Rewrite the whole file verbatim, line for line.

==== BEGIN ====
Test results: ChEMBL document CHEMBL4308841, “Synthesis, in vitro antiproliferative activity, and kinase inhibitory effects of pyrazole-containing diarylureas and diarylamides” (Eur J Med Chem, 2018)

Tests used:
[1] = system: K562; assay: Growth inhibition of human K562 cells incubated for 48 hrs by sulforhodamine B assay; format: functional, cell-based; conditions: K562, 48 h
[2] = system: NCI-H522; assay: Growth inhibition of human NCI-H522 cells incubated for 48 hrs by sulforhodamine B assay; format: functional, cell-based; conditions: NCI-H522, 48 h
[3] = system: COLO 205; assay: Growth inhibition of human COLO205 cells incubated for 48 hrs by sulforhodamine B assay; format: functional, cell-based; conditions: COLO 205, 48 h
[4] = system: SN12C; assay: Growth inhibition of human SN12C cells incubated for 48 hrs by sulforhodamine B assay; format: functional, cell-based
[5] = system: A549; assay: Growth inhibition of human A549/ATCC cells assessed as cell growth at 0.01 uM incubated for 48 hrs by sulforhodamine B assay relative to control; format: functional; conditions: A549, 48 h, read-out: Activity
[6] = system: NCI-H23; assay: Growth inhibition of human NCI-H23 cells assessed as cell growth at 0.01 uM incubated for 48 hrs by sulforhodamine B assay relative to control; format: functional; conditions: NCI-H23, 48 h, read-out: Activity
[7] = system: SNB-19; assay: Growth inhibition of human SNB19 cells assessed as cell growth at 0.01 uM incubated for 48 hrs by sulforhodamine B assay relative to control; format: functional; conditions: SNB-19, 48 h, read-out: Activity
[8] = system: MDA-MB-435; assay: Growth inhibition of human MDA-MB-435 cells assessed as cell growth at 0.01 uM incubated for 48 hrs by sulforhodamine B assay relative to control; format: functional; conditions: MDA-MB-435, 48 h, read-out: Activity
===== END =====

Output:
Test results: ChEMBL document CHEMBL4308841, “Synthesis, in vitro antiproliferative activity, and kinase inhibitory effects of pyrazole-containing diarylureas and diarylamides” (Eur J Med Chem, 2018)

Tests used:
[1] = system: K562; assay: Growth inhibition of human K562 cells incubated for 48 hrs by sulforhodamine B assay; format: functional, cell-based; conditions: K562, 48 h
[2] = system: NCI-H522; assay: Growth inhibition of human NCI-H522 cells incubated for 48 hrs by sulforhodamine B assay; format: functional, cell-based; conditions: NCI-H522, 48 h
[3] = system: COLO 205; assay: Growth inhibition of human COLO205 cells incubated for 48 hrs by sulforhodamine B assay; format: functional, cell-based; conditions: COLO 205, 48 h
[4] = system: SN12C; assay: Growth inhibition of human SN12C cells incubated for 48 hrs by sulforhodamine B assay; format: functional, cell-based
[5] = system: A549; assay: Growth inhibition of human A549/ATCC cells assessed as cell growth at 0.01 uM incubated for 48 hrs by sulforhodamine B assay relative to control; format: functional; conditions: A549, 48 h, read-out: Activity
[6] = system: NCI-H23; assay: Growth inhibition of human NCI-H23 cells assessed as cell growth at 0.01 uM incubated for 48 hrs by sulforhodamine B assay relative to control; format: functional; conditions: NCI-H23, 48 h, read-out: Activity
[7] = system: SNB-19; assay: Growth inhibition of human SNB19 cells assessed as cell growth at 0.01 uM incubated for 48 hrs by sulforhodamine B assay relative to control; format: functional; conditions: SNB-19, 48 h, read-out: Activity
[8] = system: MDA-MB-435; assay: Growth inhibition of human MDA-MB-435 cells assessed as cell growth at 0.01 uM incubated for 48 hrs by sulforhodamine B assay relative to control; format: functional; conditions: MDA-MB-435, 48 h, read-out: Activity